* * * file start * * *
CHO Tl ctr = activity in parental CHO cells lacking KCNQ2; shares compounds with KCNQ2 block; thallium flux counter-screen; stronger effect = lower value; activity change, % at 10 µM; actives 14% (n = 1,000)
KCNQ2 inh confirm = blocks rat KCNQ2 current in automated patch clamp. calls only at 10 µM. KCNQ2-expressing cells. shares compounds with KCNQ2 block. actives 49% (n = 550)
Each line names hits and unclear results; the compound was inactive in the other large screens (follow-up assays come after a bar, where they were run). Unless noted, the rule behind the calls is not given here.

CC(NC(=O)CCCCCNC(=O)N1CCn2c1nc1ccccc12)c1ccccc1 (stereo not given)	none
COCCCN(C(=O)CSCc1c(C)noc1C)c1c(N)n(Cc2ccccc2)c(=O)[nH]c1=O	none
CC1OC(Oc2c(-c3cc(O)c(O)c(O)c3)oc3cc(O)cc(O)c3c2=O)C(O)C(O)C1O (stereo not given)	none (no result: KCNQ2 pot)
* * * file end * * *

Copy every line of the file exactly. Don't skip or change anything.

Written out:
CHO Tl ctr = activity in parental CHO cells lacking KCNQ2; shares compounds with KCNQ2 block; thallium flux counter-screen; stronger effect = lower value; activity change, % at 10 µM; actives 14% (n = 1,000)
KCNQ2 inh confirm = blocks rat KCNQ2 current in automated patch clamp. calls only at 10 µM. KCNQ2-expressing cells. shares compounds with KCNQ2 block. actives 49% (n = 550)
Each line names hits and unclear results; the compound was inactive in the other large screens (follow-up assays come after a bar, where they were run). Unless noted, the rule behind the calls is not given here.

CC(NC(=O)CCCCCNC(=O)N1CCn2c1nc1ccccc12)c1ccccc1 (stereo not given)	none
COCCCN(C(=O)CSCc1c(C)noc1C)c1c(N)n(Cc2ccccc2)c(=O)[nH]c1=O	none
CC1OC(Oc2c(-c3cc(O)c(O)c(O)c3)oc3cc(O)cc(O)c3c2=O)C(O)C(O)C1O (stereo not given)	none (no result: KCNQ2 pot)